My six are a mix of old favorites and new discoveries—books I’m glad are in the world and books I’m glad to be reading now.
1. Ten Apples Up on Top. No matter how many times I read this book, the expressions on the animals' faces, especially the dog’s (see above), make me happy. It is brilliant.
2. The Blue Sapphire, by D.E. Stevenson. Jen has talked in the past about her fondness for D.E. Stevenson’s book, Listening Valley. Although I like that one too, The Blue Sapphire is my favorite Stevenson comfort read. It’s plot is not much—girl strikes out on her own, finds job selling hats (which is a lot of fun to read about), gets a stock market tip from a handsome stranger that leads to a solid chunk of money, heads off to Scotland to visit ailing uncle, redecorates his house, finds romance…yeah. Whatever. But believe me, it is truly comforting book.
3. My Family and Other Animals. Gerald Durrell is a favorite author of mine to read when things are grey and despondent. In this book, he combines the sunshine of an idyllic Corfu, a wonderfully insane family, and natural history to create a perfect comfort read.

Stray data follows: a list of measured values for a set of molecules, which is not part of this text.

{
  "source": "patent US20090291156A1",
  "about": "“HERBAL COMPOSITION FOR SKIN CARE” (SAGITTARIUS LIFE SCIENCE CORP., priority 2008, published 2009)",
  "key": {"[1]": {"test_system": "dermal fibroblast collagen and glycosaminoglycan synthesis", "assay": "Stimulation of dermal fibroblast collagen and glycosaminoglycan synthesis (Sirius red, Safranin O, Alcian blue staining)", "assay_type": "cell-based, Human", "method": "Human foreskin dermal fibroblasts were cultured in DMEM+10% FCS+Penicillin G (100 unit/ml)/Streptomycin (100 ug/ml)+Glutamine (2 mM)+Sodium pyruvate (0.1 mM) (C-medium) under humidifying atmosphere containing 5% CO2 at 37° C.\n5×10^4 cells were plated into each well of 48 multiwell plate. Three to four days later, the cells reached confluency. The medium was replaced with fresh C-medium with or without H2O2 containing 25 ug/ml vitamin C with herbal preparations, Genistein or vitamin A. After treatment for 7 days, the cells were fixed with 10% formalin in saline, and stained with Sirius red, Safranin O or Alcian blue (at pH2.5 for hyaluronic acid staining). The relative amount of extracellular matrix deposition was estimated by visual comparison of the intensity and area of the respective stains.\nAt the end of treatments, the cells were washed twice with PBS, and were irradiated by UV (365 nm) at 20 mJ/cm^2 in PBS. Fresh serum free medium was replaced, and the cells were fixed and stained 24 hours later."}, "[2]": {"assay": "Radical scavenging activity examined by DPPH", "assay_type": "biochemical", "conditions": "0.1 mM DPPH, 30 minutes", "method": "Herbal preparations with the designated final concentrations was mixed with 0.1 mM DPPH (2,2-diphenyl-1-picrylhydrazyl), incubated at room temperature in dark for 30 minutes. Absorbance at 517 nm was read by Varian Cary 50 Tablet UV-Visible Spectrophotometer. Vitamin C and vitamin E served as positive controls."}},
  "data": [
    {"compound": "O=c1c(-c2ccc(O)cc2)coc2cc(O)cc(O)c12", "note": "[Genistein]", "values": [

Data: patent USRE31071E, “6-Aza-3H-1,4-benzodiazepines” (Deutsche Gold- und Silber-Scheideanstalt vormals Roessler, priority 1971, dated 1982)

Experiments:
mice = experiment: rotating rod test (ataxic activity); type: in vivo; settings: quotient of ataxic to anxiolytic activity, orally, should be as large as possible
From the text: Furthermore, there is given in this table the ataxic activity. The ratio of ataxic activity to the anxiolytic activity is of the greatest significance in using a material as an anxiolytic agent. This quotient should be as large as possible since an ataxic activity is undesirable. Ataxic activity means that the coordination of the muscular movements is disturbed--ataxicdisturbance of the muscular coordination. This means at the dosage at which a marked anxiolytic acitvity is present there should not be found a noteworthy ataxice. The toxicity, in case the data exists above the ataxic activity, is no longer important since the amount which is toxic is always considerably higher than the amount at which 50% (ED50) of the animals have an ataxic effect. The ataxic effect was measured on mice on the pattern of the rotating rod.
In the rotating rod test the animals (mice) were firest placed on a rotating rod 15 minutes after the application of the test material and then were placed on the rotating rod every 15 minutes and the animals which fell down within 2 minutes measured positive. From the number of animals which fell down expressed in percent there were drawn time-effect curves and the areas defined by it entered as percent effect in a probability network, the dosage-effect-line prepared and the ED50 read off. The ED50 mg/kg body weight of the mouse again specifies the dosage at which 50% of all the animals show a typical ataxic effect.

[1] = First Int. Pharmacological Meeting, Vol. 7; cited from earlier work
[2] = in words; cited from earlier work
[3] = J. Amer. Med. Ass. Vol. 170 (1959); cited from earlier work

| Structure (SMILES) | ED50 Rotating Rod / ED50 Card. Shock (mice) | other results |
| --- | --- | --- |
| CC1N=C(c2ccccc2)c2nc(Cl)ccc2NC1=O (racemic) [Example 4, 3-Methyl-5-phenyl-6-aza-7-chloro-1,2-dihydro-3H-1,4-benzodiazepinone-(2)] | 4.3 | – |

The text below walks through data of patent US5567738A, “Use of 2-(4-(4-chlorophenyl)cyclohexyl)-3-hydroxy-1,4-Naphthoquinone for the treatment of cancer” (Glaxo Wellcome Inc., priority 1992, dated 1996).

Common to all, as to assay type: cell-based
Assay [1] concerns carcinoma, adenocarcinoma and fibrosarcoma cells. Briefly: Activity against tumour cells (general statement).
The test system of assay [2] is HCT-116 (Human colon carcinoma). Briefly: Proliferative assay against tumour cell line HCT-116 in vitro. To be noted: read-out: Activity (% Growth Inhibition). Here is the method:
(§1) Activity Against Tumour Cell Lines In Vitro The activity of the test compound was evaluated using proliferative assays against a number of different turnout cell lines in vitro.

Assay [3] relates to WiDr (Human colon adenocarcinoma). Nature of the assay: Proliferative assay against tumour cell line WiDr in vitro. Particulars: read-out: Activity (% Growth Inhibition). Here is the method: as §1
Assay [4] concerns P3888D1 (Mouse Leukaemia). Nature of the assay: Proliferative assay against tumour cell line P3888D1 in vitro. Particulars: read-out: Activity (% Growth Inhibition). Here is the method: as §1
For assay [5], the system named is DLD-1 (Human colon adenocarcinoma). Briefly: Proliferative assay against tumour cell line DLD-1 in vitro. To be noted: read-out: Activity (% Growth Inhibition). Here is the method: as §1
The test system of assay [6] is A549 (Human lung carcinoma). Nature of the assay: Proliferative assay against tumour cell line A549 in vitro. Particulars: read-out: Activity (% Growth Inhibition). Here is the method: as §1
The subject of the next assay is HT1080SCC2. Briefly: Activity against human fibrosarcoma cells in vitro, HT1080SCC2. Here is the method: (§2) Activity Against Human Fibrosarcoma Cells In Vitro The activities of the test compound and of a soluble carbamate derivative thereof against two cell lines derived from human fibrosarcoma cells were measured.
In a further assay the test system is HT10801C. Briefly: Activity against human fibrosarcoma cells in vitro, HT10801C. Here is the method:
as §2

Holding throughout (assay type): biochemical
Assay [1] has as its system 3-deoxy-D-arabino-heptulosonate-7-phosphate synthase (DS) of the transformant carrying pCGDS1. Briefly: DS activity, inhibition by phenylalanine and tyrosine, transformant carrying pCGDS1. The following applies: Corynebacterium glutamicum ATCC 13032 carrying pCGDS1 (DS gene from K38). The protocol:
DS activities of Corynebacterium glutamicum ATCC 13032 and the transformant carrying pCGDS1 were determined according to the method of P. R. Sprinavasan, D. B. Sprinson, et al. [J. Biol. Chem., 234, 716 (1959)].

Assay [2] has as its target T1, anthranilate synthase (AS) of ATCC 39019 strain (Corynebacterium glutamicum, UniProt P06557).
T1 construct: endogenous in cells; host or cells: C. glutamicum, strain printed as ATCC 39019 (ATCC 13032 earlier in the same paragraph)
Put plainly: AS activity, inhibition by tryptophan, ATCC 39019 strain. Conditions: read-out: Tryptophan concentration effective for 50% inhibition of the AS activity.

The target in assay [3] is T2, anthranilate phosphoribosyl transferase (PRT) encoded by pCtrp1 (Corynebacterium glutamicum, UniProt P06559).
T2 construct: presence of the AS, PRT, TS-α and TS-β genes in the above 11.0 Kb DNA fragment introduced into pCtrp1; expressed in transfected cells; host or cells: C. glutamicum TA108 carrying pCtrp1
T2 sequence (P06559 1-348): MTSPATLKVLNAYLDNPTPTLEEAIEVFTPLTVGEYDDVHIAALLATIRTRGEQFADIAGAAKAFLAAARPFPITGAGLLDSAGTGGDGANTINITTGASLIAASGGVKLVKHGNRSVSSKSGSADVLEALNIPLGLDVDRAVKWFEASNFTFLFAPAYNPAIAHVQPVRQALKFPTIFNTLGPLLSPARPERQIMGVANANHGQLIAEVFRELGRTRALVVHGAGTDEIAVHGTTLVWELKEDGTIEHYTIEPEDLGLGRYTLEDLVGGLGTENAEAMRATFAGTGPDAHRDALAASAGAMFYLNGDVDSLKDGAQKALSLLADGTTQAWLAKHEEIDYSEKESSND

4. Poison Study, by Maria Snyder. I had read quite a few mentions of this in various blogs, all recommending it. I shall now recommend it too, to anyone looking for a really gripping, really interesting, really good “girl discovering secret powers while a victim of adverse circumstances book.” It makes me happy to think that when I go home in a few hours I will be curling up with it again…
5. What Darwin Saw: The Journey That Changed the World, by Rosalyn Schanzer. A wonderful picture book, that uses Darwin’s own words to tell what he saw. It is so gratifying to bring home a book that is an acceptable offering for one’s eight year old, as this one was. Few things beat seeing your child quietly reading to himself. (Although this morning my boys played their first board game (Parcheesi) alone!!! Without a parent! Without fighting!).
6. And finally, here’s a nod to the small but significant group of books in my possession that make me happy even though I try not to ever open them—the Valuable Ones. One in particular that makes me happy is my first edition copy of A Midsummer Night’s Dream, as illustrated by Arthur Rackham. I worked my tale off for this book about 15 years ago, when I was a poor graduate student, scrounging at library book sales for anything I though could remotely be traded in for book store credit at my local used book store. It took about two years, but finally I had enough in credit to be able to afford the balance. At last it was mine…However, the owner of the book store kind of hinted that he didn’t want me to do it again. And I haven’t…but oh my gosh it is a lovely book.
And here are the six people I'm tagging next, either for the original version or the books version: Sheila at Wands and Worlds, Anamaria at Books Together, Sibylle at In Training for a Heroine, Els at Librarian Mom, Em at Em's Bookshelf, and Jen, at Jen Robinson's Book Page.